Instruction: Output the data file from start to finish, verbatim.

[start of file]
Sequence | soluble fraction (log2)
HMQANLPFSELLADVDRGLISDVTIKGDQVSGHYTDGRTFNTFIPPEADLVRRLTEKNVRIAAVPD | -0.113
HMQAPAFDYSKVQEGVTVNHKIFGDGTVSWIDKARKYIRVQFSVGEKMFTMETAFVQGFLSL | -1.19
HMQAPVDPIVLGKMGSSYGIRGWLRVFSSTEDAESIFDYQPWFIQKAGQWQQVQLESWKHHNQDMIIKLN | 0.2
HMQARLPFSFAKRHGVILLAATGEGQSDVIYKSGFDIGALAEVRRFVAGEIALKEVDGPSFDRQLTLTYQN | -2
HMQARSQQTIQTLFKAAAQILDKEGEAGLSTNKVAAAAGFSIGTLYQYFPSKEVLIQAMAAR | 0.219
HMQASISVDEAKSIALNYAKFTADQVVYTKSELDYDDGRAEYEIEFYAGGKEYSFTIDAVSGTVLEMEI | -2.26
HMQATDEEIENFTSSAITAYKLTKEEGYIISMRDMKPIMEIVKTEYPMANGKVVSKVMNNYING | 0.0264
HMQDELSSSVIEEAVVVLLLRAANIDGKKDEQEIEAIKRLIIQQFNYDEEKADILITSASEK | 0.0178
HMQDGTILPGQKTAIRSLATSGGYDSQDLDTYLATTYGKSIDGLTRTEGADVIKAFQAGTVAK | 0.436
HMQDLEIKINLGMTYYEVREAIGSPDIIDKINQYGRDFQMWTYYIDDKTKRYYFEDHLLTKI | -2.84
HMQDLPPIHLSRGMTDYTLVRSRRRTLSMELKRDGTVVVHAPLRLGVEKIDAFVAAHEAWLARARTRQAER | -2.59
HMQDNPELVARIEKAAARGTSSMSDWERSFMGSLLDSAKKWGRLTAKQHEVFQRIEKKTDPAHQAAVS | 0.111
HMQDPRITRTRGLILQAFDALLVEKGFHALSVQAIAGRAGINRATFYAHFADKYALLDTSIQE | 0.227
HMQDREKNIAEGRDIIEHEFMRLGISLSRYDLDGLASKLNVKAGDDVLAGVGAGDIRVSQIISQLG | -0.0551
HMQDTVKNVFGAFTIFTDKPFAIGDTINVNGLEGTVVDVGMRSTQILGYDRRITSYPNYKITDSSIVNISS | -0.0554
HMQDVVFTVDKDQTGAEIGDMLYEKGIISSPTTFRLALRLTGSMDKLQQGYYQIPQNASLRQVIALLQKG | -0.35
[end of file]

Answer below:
Sequence | soluble fraction (log2)
HMQANLPFSELLADVDRGLISDVTIKGDQVSGHYTDGRTFNTFIPPEADLVRRLTEKNVRIAAVPD | -0.113
HMQAPAFDYSKVQEGVTVNHKIFGDGTVSWIDKARKYIRVQFSVGEKMFTMETAFVQGFLSL | -1.19
HMQAPVDPIVLGKMGSSYGIRGWLRVFSSTEDAESIFDYQPWFIQKAGQWQQVQLESWKHHNQDMIIKLN | 0.2
HMQARLPFSFAKRHGVILLAATGEGQSDVIYKSGFDIGALAEVRRFVAGEIALKEVDGPSFDRQLTLTYQN | -2
HMQARSQQTIQTLFKAAAQILDKEGEAGLSTNKVAAAAGFSIGTLYQYFPSKEVLIQAMAAR | 0.219
HMQASISVDEAKSIALNYAKFTADQVVYTKSELDYDDGRAEYEIEFYAGGKEYSFTIDAVSGTVLEMEI | -2.26
HMQATDEEIENFTSSAITAYKLTKEEGYIISMRDMKPIMEIVKTEYPMANGKVVSKVMNNYING | 0.0264
HMQDELSSSVIEEAVVVLLLRAANIDGKKDEQEIEAIKRLIIQQFNYDEEKADILITSASEK | 0.0178
HMQDGTILPGQKTAIRSLATSGGYDSQDLDTYLATTYGKSIDGLTRTEGADVIKAFQAGTVAK | 0.436
HMQDLEIKINLGMTYYEVREAIGSPDIIDKINQYGRDFQMWTYYIDDKTKRYYFEDHLLTKI | -2.84
HMQDLPPIHLSRGMTDYTLVRSRRRTLSMELKRDGTVVVHAPLRLGVEKIDAFVAAHEAWLARARTRQAER | -2.59
HMQDNPELVARIEKAAARGTSSMSDWERSFMGSLLDSAKKWGRLTAKQHEVFQRIEKKTDPAHQAAVS | 0.111
HMQDPRITRTRGLILQAFDALLVEKGFHALSVQAIAGRAGINRATFYAHFADKYALLDTSIQE | 0.227
HMQDREKNIAEGRDIIEHEFMRLGISLSRYDLDGLASKLNVKAGDDVLAGVGAGDIRVSQIISQLG | -0.0551
HMQDTVKNVFGAFTIFTDKPFAIGDTINVNGLEGTVVDVGMRSTQILGYDRRITSYPNYKITDSSIVNISS | -0.0554
HMQDVVFTVDKDQTGAEIGDMLYEKGIISSPTTFRLALRLTGSMDKLQQGYYQIPQNASLRQVIALLQKG | -0.35